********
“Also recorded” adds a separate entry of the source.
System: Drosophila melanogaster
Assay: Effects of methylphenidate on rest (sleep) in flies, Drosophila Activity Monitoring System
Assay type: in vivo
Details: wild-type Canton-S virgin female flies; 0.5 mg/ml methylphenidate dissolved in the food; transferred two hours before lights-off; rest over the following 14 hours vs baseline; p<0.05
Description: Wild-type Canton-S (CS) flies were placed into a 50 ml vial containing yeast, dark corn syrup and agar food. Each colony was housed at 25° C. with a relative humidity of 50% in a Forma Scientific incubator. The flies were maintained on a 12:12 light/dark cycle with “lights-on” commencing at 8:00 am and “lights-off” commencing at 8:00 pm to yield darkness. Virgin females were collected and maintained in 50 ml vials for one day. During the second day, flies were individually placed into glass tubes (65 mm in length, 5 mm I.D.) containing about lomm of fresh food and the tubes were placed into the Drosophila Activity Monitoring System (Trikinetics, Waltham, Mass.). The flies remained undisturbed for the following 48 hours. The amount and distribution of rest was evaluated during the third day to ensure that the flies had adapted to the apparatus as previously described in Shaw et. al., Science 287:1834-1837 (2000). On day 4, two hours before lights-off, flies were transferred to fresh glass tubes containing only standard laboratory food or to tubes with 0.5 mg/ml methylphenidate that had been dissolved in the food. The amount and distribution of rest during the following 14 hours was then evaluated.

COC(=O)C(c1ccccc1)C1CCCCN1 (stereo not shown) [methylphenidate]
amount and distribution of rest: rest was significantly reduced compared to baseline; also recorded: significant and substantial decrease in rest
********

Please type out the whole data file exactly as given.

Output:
“Also recorded” adds a separate entry of the source.
System: Drosophila melanogaster
Assay: Effects of methylphenidate on rest (sleep) in flies, Drosophila Activity Monitoring System
Assay type: in vivo
Details: wild-type Canton-S virgin female flies; 0.5 mg/ml methylphenidate dissolved in the food; transferred two hours before lights-off; rest over the following 14 hours vs baseline; p<0.05
Description: Wild-type Canton-S (CS) flies were placed into a 50 ml vial containing yeast, dark corn syrup and agar food. Each colony was housed at 25° C. with a relative humidity of 50% in a Forma Scientific incubator. The flies were maintained on a 12:12 light/dark cycle with “lights-on” commencing at 8:00 am and “lights-off” commencing at 8:00 pm to yield darkness. Virgin females were collected and maintained in 50 ml vials for one day. During the second day, flies were individually placed into glass tubes (65 mm in length, 5 mm I.D.) containing about lomm of fresh food and the tubes were placed into the Drosophila Activity Monitoring System (Trikinetics, Waltham, Mass.). The flies remained undisturbed for the following 48 hours. The amount and distribution of rest was evaluated during the third day to ensure that the flies had adapted to the apparatus as previously described in Shaw et. al., Science 287:1834-1837 (2000). On day 4, two hours before lights-off, flies were transferred to fresh glass tubes containing only standard laboratory food or to tubes with 0.5 mg/ml methylphenidate that had been dissolved in the food. The amount and distribution of rest during the following 14 hours was then evaluated.

COC(=O)C(c1ccccc1)C1CCCCN1 (stereo not shown) [methylphenidate]
amount and distribution of rest: rest was significantly reduced compared to baseline; also recorded: significant and substantial decrease in rest